For sure I want to do something different because what I do in it’s current form, isn’t working for me.
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    • it sounds at least as if you’re on the right course Pat. Some people just think they’ll remember and then of course don’t – my hand is up for that one at times. Using the phone is a good second best I think, because you can always transfer it into your notebook afterwards. This might sound like a lot of work, but having things all in one place is ideal. I’d say whip out that strange substance we used to call paper and give it a try:-))
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  3. Hi A.K. I certainly agree that writing down thoughts on paper is a great way to keep my flow of thoughts going, versus typing.
    I always have a small notebook in my purse for ‘fleeting thoughts’ I want to jot down when inspiration strikes at inopportune moments. I find these little notes gives me material to expand on, especially for blog posts.
    I also have 2 spiral notebooks around my home to write fuller length stories either for my blog or for material to use for current and future books.
    Creativity isn’t born in front of a computer for me. 🙂
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    • I love that quote Debby -“creativity isn’t born in front of a computer for me.” Have just tweeted it as one of your quotes! And I like the phrase ‘fleeting thought’ because that’s the problem – they are so fleeting most of the time , so if we don’t record them they are gone:-)
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  4. I don’t have a writer’s notebook but I should. Not just for writing but for ideas in general. Get most of them when I fall asleep or wake up though so I remember them vividly when I get up.
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  5. I carry a little notebook with me in my purse…I’ve been doing ti for years:) I only really get frustrated when I am driving and have an idea that I can’t write down. By the time I fumble around for my phone to make a voice note, I have forgotten some or all of what I wanted to note! LOL Probably a result of my age, I guess. But I value note writing! I’m glad you posted this…for writers who have never experienced the value:)
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  6. A.K. — I don’t have a writer’s notebook, but I should. I always think I’ll remember an idea but then…. I do think writing something down instead of typing it works well. There is something very personal about doing that and I think it helps bring more of you into your writing. Typing can be so impersonal. I’d rather receive a hand-written note than an email, wouldn’t you?
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    • I’d definitely rather receive a handwritten note – they are SO special these days. Typing can work well, but we dont always have access to a computer, tho phones can substitute to a point. But there is a untapped region the phone doesn’t reach I think.
      A.K. Andrew recently posted..Do You Keep A #Writer’s Notebook?My Profile

  7. I’ve always written things down by hand but I find that I seldom go back and look at them. Does that still count for tapping into my subconscious? I do go back and check my notes on my computer but I do continue to write things down too. How’s that for a system that isn’t a system? Pretty pathetic, I guess!
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  8. Notebooks are great for a writer. I’m still working out which system works best for me because I like the larger notebooks at home, but don’t want to carry a large book with me when I am out. And if I don’t write down that great phrase I hear on the bus or in the restaurant right away, there is a good chance I won’t remember it later.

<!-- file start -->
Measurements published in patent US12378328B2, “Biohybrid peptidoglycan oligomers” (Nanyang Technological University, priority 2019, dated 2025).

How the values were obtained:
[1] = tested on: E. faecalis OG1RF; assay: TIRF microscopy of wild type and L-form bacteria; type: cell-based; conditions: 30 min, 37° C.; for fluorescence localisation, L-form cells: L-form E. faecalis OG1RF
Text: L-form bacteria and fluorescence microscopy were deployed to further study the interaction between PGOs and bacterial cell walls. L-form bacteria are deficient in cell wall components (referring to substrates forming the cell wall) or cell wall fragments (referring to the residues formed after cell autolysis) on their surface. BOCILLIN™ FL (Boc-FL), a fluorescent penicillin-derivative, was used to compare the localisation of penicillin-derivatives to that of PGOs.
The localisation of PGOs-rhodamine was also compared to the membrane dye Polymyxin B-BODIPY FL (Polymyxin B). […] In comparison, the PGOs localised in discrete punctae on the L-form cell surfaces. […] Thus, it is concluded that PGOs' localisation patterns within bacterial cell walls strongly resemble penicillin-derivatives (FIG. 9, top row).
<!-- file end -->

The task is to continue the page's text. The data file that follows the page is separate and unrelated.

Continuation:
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    • Then in your case Donna perhaps having a smaller book you carry with you on the bus, might be a good compromise. I don’t like carrying big notebooks around with me either. Try it out for size. You might find you keep different notebooks for different things.
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  9. Thank you for your post.

    I do not have a notebook/journal but I have been giving it some thought. I would like to capture thoughts as they arrive – so much more authentic than trying to remember hours or days later.
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  10. I’m a haphazard writer’s notebook keeper, but a tried-and-true journal keeper. Even though I much prefer to type, their really is something to be said for keeping a little notebook just to jot down flashes of inspiration which could be dreams upon waking, conversation snippets, news stories, etc., etc. I’m suddenly feeling the urge to run down to Fred Meyer and pick up a new notebook 😉
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  11. I’ve tried for convenience sake to use my phone in place of a notebook. Just not the same. Totally agree with you about writing down making a strong connection. I also will often using a notebook when I come across something I read that I want to remember.
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  12. Now that I’m retired I carry a small notebook in my pocket. I actually bought a couple of those uniform tops that I wear around the house just so I could always have a notebook and pen handy.
    When I was working I had to drive a lot and then I used a small pen-type recorder to just record anything that popped into my head. Amazing the number of productive thoughts you have when there is no disruption.
    I really like #3 which is one I will start practicing. I can use help with titles and throwing out words to come up with the right one sounds interesting.
    Thanks, AK.
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    • What a brilliant idea of creating a pocket for yourself Lenie. Women’s clothes, unless you wear jeans, rarely have pockets. Lack of disruption is brilliant for inspiration, but even in crowded places, noting observations of people for example work great for a notebook.
      A.K. Andrew recently posted..Do You Keep A #Writer’s Notebook?My Profile
      A.K. Andrew recently posted..Do You Keep A #Writer’s Notebook?My Profile